Convenors: Dejan Djokić (Goldsmiths); Celia Donert (Cambridge); Russell Foster (KCL); Alex Drace-Francis (Amsterdam); Christian Goeschel (Manchester); Philippa Hetherington (UCL); Simon Jackson (Birmingham); Lucy Riall (EUI Florence); Jan Rüger (Birkbeck); Astrid Swenson (Bath Spa)
‘Rethinking Modern Europe’ is a new IHR seminar which aims to discuss and stimulate new research on modern European history. It wishes to promote debates on how to integrate regional, national, comparative and transnational approaches to history. Invited speakers will be encouraged to look beyond national borders and paradigms, to engage with comparative work and to review existing trends in the historiographies of Europe. Discussions about Europe with a transcontinental focus, and about Europe’s relationship with its colonial past and with the wider world, will also be considered. Understanding European history to include Britain as well as Europe’s former imperial possessions, the seminar seeks to ask questions about the importance of regionalism in Europe, about the meanings of East, West, South and North in relation to Europe and about changing concepts of Europe and the European.
Most mediaevalists and early modernists easily transcend national boundaries in their research, but scholars who work on modern and contemporary subjects often operate within the parameters of the nation state, and overlook wider European trends in history and historiographical research. While the national framework in modern historiography pays tribute to the ‘age of nationalism’ and acknowledges the importance of the creation of nation states since the late eighteenth century, this focus is also the consequence of increased specialisation within the historical profession. By questioning the limitations of national historiography, we aimto rethink how we teach modern European history and how we can encourage future research which attempts to reconnect different parts of Europe.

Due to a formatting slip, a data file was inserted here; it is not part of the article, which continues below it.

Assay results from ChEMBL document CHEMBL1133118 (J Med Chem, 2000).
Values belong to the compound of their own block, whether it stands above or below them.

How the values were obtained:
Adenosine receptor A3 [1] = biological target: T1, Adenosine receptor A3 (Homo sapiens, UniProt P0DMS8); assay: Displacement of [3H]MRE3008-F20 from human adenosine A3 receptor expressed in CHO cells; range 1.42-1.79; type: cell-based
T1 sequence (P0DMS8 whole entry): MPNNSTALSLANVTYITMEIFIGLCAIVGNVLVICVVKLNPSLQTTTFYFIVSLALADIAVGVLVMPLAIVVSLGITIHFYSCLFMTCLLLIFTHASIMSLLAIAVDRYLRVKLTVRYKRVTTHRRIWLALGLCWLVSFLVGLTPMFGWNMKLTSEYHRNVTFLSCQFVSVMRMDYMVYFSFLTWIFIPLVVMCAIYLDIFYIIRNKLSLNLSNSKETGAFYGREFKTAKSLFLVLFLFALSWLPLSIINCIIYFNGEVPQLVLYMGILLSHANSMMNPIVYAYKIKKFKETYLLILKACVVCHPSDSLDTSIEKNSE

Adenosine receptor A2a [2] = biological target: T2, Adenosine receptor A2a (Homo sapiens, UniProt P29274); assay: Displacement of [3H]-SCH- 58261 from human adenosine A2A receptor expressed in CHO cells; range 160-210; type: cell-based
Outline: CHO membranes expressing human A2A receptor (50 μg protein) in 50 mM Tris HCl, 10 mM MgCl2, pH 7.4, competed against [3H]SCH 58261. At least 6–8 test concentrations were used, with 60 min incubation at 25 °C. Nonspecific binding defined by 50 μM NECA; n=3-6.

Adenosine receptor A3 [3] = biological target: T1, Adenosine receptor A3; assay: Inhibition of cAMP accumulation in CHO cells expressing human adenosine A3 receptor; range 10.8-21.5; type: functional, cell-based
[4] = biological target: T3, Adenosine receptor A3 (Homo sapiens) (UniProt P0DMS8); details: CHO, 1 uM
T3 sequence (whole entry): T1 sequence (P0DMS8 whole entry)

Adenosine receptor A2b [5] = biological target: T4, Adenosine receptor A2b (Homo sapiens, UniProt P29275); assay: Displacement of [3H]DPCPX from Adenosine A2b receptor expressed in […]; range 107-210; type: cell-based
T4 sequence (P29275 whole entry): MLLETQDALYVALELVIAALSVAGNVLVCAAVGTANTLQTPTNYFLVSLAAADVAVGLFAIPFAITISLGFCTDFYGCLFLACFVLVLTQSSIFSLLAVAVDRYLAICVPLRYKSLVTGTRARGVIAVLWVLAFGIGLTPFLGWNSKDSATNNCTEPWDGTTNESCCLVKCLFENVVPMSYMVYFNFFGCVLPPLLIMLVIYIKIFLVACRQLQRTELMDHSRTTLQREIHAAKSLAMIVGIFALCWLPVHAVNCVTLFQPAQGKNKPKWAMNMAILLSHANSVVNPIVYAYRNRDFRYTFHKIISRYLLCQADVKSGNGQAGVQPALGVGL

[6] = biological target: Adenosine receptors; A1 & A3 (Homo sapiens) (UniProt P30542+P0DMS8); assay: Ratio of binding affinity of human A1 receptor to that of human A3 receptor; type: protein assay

‘Rethinking Modern Europe’ follows the pattern of other IHR seminars by addressing itself to established historians and graduate students in London, the UK and beyond. Papers will focus on a wide range of topics covering aspects of European history and historiography from the late eighteenth century to the early twenty-first century. In addition to single-authored research papers, there will be presentations on recent graduate work and a number of panel discussions.
I direct this centre, which aims to be the principal focus for research at Birmingham on the history of Britain, Europe and the wider world since WW1.
Drawing together expertise from across the College of Arts and Law, the Centre provides a unique intellectual forum for academic staff and postgraduates working within the field, and a base for research both for its members and in collaboration with other institutions. The Centre is ideally located for research on any aspect of the modern world and hosts a flourishing MA in Contemporary History.
I co-convene this seminar at the IHR and was lead convener in 2017.
Venue: Currently on Zoom
» Seminar Calendar 2021
I convene this research seminar series in collaboration with colleagues affiliated with the Centre for Modern and Contemporary History.
During the pandemic, we are contributing seminars to the series led by the Birmingham Research Institute in History and Cultures. For more details, please see here.